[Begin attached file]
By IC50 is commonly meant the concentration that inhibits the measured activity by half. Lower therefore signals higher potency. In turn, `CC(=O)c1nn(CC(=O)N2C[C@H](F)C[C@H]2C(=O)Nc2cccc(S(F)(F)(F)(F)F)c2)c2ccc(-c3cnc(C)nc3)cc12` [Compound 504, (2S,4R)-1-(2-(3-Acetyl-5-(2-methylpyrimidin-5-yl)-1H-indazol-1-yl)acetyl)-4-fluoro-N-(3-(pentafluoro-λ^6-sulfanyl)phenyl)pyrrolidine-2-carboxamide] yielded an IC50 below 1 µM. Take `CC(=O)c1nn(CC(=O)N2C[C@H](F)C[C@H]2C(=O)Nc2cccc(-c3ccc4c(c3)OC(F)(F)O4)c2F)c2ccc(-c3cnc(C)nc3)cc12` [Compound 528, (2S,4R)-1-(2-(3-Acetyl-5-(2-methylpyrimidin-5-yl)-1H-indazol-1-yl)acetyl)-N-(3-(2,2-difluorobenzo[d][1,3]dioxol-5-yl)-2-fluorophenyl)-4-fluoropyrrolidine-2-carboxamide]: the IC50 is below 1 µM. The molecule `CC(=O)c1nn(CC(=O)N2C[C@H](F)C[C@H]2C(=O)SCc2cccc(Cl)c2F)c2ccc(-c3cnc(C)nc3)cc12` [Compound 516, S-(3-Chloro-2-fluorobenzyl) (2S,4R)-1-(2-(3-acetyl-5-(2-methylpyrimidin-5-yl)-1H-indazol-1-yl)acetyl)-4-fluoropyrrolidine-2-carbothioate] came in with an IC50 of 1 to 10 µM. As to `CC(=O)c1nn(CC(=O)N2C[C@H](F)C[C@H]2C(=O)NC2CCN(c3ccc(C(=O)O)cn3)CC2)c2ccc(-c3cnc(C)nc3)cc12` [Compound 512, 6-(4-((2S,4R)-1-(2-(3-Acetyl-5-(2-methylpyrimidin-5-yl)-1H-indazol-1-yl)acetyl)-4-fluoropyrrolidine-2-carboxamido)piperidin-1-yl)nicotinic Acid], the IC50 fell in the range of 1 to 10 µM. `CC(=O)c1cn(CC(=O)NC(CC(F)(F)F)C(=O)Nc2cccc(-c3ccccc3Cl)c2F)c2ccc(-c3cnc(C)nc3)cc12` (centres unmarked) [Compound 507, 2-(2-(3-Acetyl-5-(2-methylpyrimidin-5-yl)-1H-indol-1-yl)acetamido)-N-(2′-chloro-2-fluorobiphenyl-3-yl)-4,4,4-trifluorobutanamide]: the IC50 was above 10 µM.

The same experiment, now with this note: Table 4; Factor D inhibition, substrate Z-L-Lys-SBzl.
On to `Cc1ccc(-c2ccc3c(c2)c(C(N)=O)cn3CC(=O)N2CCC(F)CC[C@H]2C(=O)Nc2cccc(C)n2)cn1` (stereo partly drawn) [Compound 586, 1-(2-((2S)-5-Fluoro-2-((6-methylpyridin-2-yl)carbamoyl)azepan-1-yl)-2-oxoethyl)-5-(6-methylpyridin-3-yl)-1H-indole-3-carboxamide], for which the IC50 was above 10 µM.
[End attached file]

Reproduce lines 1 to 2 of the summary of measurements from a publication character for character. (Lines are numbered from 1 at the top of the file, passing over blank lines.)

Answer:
By IC50 is commonly meant the concentration that inhibits the measured activity by half. Lower therefore signals higher potency. In turn, `CC(=O)c1nn(CC(=O)N2C[C@H](F)C[C@H]2C(=O)Nc2cccc(S(F)(F)(F)(F)F)c2)c2ccc(-c3cnc(C)nc3)cc12` [Compound 504, (2S,4R)-1-(2-(3-Acetyl-5-(2-methylpyrimidin-5-yl)-1H-indazol-1-yl)acetyl)-4-fluoro-N-(3-(pentafluoro-λ^6-sulfanyl)phenyl)pyrrolidine-2-carboxamide] yielded an IC50 below 1 µM. Take `CC(=O)c1nn(CC(=O)N2C[C@H](F)C[C@H]2C(=O)Nc2cccc(-c3ccc4c(c3)OC(F)(F)O4)c2F)c2ccc(-c3cnc(C)nc3)cc12` [Compound 528, (2S,4R)-1-(2-(3-Acetyl-5-(2-methylpyrimidin-5-yl)-1H-indazol-1-yl)acetyl)-N-(3-(2,2-difluorobenzo[d][1,3]dioxol-5-yl)-2-fluorophenyl)-4-fluoropyrrolidine-2-carboxamide]: the IC50 is below 1 µM. The molecule `CC(=O)c1nn(CC(=O)N2C[C@H](F)C[C@H]2C(=O)SCc2cccc(Cl)c2F)c2ccc(-c3cnc(C)nc3)cc12` [Compound 516, S-(3-Chloro-2-fluorobenzyl) (2S,4R)-1-(2-(3-acetyl-5-(2-methylpyrimidin-5-yl)-1H-indazol-1-yl)acetyl)-4-fluoropyrrolidine-2-carbothioate] came in with an IC50 of 1 to 10 µM. As to `CC(=O)c1nn(CC(=O)N2C[C@H](F)C[C@H]2C(=O)NC2CCN(c3ccc(C(=O)O)cn3)CC2)c2ccc(-c3cnc(C)nc3)cc12` [Compound 512, 6-(4-((2S,4R)-1-(2-(3-Acetyl-5-(2-methylpyrimidin-5-yl)-1H-indazol-1-yl)acetyl)-4-fluoropyrrolidine-2-carboxamido)piperidin-1-yl)nicotinic Acid], the IC50 fell in the range of 1 to 10 µM. `CC(=O)c1cn(CC(=O)NC(CC(F)(F)F)C(=O)Nc2cccc(-c3ccccc3Cl)c2F)c2ccc(-c3cnc(C)nc3)cc12` (centres unmarked) [Compound 507, 2-(2-(3-Acetyl-5-(2-methylpyrimidin-5-yl)-1H-indol-1-yl)acetamido)-N-(2′-chloro-2-fluorobiphenyl-3-yl)-4,4,4-trifluorobutanamide]: the IC50 was above 10 µM.

The same experiment, now with this note: Table 4; Factor D inhibition, substrate Z-L-Lys-SBzl.